Avoid These Rental Fees To Save Lots Of Money
Most rental companies charge an application fee when you apply for a rental property to cover the cost of screening a potential tenant. However, a recent report from the National Consumer Law Center found that many companies are charging fees far in excess of the cost of running a credit check. In fact, application fees were found to range as low as $25 to as high as $350 and many companies were charging every applicant, even those who wouldn't have been eligible for the apartment.
Renters that are late paying their rent are often subject to late fee clauses in their leases, but some renters are paying very high late fees that do not reflect the actual cost to the landlord of the property. The late fees typically take one of three forms: a daily charge, a flat fee and a daily charge, or a charge commensurate with a percentage of the rental amount. The flat fee is typically around $50, but the daily rates can range between $5 and $25 per day, and percentage-based fees have been seen as high as $200.
Utility Related Fees
Utility related fees are fees charged in excess of your utility payment and are typically charged by property management companies that control all or part of a property's utility billing. These fees can be reported as processing, administrative, or service fees, but explanations of just what the renter is paying for can be vague. These fees were found to range between $3 and $50 per month.
Many tenants are reporting the rise of administrative fees tacked on to what they owe in rent each month. These charges are frequently unspecified or unexplained, so tenants do not know what the fees are for and why they are separate from their rental payments. While some administrative fees are one time charges, more renters are finding themselves paying monthly administrative fees of between $10 and $25 per month.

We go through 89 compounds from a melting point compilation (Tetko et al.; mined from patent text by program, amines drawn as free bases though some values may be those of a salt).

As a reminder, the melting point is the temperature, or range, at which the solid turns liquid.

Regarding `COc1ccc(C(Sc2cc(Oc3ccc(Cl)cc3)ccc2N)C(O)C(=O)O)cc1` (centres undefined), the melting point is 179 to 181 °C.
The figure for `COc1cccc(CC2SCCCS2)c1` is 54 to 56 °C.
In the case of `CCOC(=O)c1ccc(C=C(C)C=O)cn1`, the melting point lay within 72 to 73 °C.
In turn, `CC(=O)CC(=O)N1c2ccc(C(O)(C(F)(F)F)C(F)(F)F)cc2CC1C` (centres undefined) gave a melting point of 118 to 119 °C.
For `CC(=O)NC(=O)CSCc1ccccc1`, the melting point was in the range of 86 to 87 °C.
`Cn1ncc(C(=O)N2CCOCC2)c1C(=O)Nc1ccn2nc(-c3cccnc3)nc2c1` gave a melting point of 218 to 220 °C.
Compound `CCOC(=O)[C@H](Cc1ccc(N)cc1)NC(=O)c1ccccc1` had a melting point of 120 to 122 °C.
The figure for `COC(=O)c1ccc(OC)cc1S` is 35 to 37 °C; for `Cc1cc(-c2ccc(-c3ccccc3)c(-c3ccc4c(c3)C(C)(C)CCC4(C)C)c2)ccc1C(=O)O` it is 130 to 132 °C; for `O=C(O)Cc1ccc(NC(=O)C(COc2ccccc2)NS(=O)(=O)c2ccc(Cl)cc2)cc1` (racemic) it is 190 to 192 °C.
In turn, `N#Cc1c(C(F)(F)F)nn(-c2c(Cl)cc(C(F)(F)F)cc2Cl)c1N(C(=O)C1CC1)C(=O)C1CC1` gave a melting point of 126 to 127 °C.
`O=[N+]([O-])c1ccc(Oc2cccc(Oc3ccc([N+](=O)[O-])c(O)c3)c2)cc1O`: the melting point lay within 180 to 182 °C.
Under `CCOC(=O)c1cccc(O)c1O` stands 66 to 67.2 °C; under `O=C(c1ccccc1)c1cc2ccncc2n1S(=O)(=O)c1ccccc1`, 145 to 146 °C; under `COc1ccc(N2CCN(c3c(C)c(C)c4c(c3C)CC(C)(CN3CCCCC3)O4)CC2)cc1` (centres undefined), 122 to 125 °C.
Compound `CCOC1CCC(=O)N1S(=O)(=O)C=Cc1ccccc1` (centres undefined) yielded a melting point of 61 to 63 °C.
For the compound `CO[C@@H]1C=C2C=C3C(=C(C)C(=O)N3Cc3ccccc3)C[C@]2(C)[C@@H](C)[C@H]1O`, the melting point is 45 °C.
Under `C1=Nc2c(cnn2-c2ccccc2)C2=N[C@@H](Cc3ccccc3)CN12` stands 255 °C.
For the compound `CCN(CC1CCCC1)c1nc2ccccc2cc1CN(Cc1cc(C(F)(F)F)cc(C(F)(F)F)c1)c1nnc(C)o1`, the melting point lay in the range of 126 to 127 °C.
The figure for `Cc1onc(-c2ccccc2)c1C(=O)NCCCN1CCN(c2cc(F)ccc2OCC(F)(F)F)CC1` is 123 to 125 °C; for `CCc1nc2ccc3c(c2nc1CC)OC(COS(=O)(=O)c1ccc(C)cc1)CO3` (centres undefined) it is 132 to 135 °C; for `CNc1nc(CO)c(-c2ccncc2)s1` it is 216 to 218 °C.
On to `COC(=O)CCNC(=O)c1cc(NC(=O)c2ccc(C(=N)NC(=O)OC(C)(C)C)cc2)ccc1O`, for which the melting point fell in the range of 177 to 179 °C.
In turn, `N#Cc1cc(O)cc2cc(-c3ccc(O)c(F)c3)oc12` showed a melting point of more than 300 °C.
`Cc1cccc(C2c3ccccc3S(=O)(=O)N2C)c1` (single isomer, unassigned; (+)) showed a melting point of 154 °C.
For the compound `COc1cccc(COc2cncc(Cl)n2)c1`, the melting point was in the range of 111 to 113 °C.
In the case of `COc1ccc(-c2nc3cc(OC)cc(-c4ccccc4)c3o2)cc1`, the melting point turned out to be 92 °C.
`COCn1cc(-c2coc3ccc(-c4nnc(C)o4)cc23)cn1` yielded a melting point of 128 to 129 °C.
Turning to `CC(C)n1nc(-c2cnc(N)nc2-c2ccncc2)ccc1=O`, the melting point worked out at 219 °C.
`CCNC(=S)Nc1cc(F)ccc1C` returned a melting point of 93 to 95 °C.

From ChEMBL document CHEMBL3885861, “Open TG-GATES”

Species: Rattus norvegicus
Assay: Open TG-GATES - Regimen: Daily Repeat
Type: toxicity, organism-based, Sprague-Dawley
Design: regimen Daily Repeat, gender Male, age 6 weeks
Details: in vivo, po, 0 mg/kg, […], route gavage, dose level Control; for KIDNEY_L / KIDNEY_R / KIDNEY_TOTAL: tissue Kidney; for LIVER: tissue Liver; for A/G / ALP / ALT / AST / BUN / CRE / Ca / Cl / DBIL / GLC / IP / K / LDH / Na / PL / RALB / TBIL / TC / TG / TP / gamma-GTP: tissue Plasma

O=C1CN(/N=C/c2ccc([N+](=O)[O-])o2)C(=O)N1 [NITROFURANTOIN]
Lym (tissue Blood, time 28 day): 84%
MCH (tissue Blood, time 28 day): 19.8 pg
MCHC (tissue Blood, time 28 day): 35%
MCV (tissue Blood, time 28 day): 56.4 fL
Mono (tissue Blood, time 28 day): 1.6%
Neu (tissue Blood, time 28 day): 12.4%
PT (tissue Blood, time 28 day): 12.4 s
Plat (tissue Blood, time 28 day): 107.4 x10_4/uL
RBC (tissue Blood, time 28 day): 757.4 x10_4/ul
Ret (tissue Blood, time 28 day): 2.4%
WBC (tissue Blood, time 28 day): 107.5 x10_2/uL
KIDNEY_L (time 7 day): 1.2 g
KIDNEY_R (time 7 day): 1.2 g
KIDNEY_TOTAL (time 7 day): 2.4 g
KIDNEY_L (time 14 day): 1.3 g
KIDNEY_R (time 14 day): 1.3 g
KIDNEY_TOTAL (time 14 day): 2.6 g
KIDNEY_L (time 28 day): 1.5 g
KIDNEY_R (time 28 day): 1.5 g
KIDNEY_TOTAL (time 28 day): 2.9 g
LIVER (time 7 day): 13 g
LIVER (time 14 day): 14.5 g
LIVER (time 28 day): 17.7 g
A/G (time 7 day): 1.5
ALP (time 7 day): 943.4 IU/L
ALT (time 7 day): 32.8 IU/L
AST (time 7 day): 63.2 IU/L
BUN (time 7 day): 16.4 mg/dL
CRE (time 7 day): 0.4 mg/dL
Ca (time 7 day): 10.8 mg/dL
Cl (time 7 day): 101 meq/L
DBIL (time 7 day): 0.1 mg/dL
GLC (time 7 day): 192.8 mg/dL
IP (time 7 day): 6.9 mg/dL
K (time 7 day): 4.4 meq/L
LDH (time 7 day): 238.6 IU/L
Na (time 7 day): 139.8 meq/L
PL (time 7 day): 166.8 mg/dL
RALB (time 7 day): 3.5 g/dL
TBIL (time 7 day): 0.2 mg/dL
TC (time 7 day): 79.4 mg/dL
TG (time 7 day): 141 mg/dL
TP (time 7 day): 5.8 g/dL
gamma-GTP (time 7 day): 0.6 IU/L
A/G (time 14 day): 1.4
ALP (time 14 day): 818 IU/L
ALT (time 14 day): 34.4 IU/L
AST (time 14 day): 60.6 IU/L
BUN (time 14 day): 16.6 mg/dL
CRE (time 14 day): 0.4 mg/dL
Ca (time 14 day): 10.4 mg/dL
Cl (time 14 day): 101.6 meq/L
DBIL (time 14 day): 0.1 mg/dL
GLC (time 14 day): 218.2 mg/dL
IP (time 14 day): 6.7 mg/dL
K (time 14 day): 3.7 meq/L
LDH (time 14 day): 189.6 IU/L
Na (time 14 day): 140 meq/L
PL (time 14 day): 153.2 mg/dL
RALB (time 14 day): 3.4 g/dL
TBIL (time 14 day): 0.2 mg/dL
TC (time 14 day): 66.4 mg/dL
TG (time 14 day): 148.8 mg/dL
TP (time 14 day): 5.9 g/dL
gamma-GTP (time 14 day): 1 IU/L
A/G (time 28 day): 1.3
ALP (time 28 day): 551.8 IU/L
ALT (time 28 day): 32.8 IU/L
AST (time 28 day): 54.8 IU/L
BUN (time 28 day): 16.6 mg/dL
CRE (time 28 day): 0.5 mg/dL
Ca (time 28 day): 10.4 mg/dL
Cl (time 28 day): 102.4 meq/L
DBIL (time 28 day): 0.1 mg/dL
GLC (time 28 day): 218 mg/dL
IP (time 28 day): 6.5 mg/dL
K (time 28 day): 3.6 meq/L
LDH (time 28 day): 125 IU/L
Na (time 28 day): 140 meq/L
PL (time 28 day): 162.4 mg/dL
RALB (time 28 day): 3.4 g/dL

Some landlords make it a requirement that their tenants purchase certain types of insurance while they are residents for the property. In some cases, the insurance purchased covers the interests of the landlord, not the tenant. In other cases, the landlord requires the purchase of a specific type of insurance from a designated insurance provider. If the insurance is not purchased, the tenant is subject to additional fees.
High Risk Fees
High risk fees are often charged to tenants that have adverse information on their screening report, like a criminal record, an eviction record, a low credit score, or a limited rental history. In some instances, these fees replace a security deposit while in other instances, they are charged on top of a security deposit and are non-refundable.
Pet fees are another category of fees that can vary widely between rental properties. In many cases, these fees include a flat deposit paid at the beginning of the lease as well as an additional charge added to the monthly rent. The flat deposits typically range between $200 and $500 and the monthly charge can be as high as $50. Many rental properties also place limits on the number of pets you can have and breed restrictions for what kind of dogs can be on the property.
As shelter costs continue to be a significant driver of month-to-month inflation and more renters find themselves rent burdened, it is important to know how to get the best value for the housing you inhabit. Avoiding high rental fees is just one part of getting the best rental property at the best rate. For more renting tips, take a look at our other articles related to housing and the rental market.